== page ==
‘People are strange, when you’re a stranger.’- Nothing could be truer in my experience. You pass by someone on the street and you don’t give them a second thought. You may even be sceptical of them if you’re walking home late at night, or you might even push past them for a seat on the train. Point is, people don’t give a darn about anyone except for themselves and their own. What we need is more community, more cohesion, and I learned this from corporate badges in Australia.
When our boss introduced name tags to our company, everything changed. It went from being the place you go to everyday just to earn cash, the place you desperately want to retreat from at the end of the day to return to your suburban nest. The badges changed the atmosphere of the place almost instantly, because you’d refer to ‘that person’ by their first name making communications more personal, more considerate. Slowly, the culture of the place changed too. It went from being cold to being more familiar, and now we’re like a big family. The badges are unique because they’re like a palimpsest, you can wipe them clean and rewrite a new name, for example if someone leaves or if someone’s name has been misspelt (the most embarrassing error). I’m a huge advocate of badges now, in any workplace.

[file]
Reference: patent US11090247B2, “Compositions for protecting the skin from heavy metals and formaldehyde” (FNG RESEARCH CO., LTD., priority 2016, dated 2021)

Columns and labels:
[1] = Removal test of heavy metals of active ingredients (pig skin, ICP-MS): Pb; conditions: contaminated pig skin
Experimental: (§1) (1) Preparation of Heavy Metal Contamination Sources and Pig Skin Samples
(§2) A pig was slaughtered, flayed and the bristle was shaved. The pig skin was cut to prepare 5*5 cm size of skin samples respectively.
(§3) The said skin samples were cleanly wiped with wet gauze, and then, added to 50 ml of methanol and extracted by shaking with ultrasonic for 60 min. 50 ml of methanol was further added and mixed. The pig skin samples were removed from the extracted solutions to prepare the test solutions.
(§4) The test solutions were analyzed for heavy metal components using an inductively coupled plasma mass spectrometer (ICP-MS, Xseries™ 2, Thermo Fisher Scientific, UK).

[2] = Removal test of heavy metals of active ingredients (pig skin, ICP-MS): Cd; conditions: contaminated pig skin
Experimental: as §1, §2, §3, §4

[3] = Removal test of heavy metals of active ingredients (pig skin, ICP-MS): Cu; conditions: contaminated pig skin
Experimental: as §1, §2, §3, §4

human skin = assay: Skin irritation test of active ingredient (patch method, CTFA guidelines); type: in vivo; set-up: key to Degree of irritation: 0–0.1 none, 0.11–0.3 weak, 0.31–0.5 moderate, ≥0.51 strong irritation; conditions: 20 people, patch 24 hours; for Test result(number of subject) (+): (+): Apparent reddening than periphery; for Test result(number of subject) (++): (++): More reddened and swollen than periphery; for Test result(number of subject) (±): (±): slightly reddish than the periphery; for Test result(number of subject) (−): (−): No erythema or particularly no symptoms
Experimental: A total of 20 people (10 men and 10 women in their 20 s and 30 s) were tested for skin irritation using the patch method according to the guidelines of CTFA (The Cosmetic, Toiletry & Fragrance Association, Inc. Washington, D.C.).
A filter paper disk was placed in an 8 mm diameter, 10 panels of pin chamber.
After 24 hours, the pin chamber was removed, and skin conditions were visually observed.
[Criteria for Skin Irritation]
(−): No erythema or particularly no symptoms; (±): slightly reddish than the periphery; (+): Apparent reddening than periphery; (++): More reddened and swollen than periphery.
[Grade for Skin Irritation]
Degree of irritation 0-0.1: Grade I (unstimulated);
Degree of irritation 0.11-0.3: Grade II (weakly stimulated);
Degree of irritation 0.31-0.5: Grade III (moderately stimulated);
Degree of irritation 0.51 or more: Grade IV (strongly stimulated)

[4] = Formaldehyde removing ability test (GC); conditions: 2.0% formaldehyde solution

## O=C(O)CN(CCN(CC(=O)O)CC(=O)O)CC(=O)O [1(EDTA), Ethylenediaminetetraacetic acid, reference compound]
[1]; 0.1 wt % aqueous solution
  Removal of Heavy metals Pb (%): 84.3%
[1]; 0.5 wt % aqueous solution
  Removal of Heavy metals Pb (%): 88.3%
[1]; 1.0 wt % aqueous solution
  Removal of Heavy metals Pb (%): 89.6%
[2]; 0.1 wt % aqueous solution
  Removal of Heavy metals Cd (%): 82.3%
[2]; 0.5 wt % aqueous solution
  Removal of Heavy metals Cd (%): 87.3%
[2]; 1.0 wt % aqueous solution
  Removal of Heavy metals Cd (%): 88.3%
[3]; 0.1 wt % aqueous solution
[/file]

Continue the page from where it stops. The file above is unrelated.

My husband is a nurse and they’ve always had nurse badges. And I think this is a prime example of the effect of knowing a person’s first name. It has a humanizing effect. That’s why everyone loves nurses. Now if the whole world wore name badges then things might be a better place. Hardly any of us even know our neighbours these days, and I think civilisation would go a long way if there was more focus on community not cash.